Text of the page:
This is a musical trip from the mid-sixteenth century to around 1700, involving music in Late Renaissance style, carrying Spanish Catholicism across the Atlantic to supplant an indigenous culture. Once the invasion had taken root with the conquest of Tenochtitlán and its transformation to Mexico City, the country became the target of fervent friars and preachers. Franciscans were first in 1523, then Dominicans, all fired with Christian zeal to convert the native population. From the outset they used music to great effect. The accounts that survive show how successful they were in teaching singing and playing, training choirs to perform liturgical music. By the mid-century it was claimed that standards had reached that of Charles V’s chapel. Churches and cathedrals were established throughout the rapidly expanding New Spain. Conquest and Christianity imposed an almost exact replica of Old Spain. Liturgical books, prints of plainchant and polyphony were shipped in throughout the century. In this recording the singers present music by eight composers. Four of them never went to the New World; their music did. Three of them were born in Spain and were trained in music there; they held appointments in Spain and later emigrated to the new colonial cities. One more became the first composer-choirmaster to be born there of Spanish parents, thus criollo. All downloads include booklets.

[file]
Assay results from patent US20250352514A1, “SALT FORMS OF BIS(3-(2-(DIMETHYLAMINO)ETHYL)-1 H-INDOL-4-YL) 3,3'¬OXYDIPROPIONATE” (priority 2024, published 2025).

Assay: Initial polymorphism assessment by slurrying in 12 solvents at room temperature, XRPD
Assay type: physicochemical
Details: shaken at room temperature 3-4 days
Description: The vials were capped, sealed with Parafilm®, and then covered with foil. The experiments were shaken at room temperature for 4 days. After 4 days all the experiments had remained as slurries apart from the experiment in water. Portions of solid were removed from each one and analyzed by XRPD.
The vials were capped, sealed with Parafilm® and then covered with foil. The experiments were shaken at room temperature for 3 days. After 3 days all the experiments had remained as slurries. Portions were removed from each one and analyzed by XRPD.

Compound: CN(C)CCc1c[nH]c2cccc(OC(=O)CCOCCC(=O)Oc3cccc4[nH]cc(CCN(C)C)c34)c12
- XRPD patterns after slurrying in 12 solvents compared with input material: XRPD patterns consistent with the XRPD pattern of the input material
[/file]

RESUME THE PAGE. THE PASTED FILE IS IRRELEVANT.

Based at Windsor Castle, the members of The Queen’s Six make up half of the Lay Clerks of St George’s Chapel, whose homes lie within the Castle walls. This rare privilege demands the highest musical standards, as they sing regularly for the Royal family at both private and state occasions. In 2018 this included the weddings of Princess Eugenie and Mr Jack Brooksbank, and Prince Harry and Ms Meghan Markle, both held in St George’s Chapel. Most significantly however, it is the familiarity of living and singing together in Chapel every day that lends this group its distinctive closeness and blend, as well as an irresistible informality and charm. Individually, members of The Queen’s Six have appeared in many of the most prestigious vocal ensembles on the circuit, including The Tallis Scholars, Tenebrae, and The Sixteen. Their repertoire extends far beyond the reach of the choir stalls: from austere early chant, florid Renaissance polyphony, lewd madrigalsand haunting folk songs to upbeat Jazz and Pop arrangements.